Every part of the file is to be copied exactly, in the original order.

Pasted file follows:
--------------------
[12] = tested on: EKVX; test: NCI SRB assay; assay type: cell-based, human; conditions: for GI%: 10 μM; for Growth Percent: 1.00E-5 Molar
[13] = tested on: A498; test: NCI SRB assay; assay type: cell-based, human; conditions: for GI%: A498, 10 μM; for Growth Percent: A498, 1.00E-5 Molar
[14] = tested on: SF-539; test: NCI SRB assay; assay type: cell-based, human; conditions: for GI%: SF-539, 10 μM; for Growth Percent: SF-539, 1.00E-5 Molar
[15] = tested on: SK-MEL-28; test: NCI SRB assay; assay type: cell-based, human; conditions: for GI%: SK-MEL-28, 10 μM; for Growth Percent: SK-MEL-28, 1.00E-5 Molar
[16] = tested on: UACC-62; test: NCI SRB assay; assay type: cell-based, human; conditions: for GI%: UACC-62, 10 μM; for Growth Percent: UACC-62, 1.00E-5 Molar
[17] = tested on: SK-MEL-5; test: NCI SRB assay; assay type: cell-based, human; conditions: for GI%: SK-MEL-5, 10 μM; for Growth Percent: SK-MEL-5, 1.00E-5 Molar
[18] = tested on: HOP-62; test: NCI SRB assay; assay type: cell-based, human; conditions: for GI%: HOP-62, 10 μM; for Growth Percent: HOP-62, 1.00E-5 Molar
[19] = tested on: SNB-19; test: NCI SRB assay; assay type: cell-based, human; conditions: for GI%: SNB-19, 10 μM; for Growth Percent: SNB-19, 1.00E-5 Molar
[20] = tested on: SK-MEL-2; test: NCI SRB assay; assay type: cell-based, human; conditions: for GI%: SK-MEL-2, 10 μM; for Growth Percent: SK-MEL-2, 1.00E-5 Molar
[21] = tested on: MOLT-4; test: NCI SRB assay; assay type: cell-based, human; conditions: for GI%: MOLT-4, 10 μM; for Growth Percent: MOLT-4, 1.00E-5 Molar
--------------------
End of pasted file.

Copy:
[12] = tested on: EKVX; test: NCI SRB assay; assay type: cell-based, human; conditions: for GI%: 10 μM; for Growth Percent: 1.00E-5 Molar
[13] = tested on: A498; test: NCI SRB assay; assay type: cell-based, human; conditions: for GI%: A498, 10 μM; for Growth Percent: A498, 1.00E-5 Molar
[14] = tested on: SF-539; test: NCI SRB assay; assay type: cell-based, human; conditions: for GI%: SF-539, 10 μM; for Growth Percent: SF-539, 1.00E-5 Molar
[15] = tested on: SK-MEL-28; test: NCI SRB assay; assay type: cell-based, human; conditions: for GI%: SK-MEL-28, 10 μM; for Growth Percent: SK-MEL-28, 1.00E-5 Molar
[16] = tested on: UACC-62; test: NCI SRB assay; assay type: cell-based, human; conditions: for GI%: UACC-62, 10 μM; for Growth Percent: UACC-62, 1.00E-5 Molar
[17] = tested on: SK-MEL-5; test: NCI SRB assay; assay type: cell-based, human; conditions: for GI%: SK-MEL-5, 10 μM; for Growth Percent: SK-MEL-5, 1.00E-5 Molar
[18] = tested on: HOP-62; test: NCI SRB assay; assay type: cell-based, human; conditions: for GI%: HOP-62, 10 μM; for Growth Percent: HOP-62, 1.00E-5 Molar
[19] = tested on: SNB-19; test: NCI SRB assay; assay type: cell-based, human; conditions: for GI%: SNB-19, 10 μM; for Growth Percent: SNB-19, 1.00E-5 Molar
[20] = tested on: SK-MEL-2; test: NCI SRB assay; assay type: cell-based, human; conditions: for GI%: SK-MEL-2, 10 μM; for Growth Percent: SK-MEL-2, 1.00E-5 Molar
[21] = tested on: MOLT-4; test: NCI SRB assay; assay type: cell-based, human; conditions: for GI%: MOLT-4, 10 μM; for Growth Percent: MOLT-4, 1.00E-5 Molar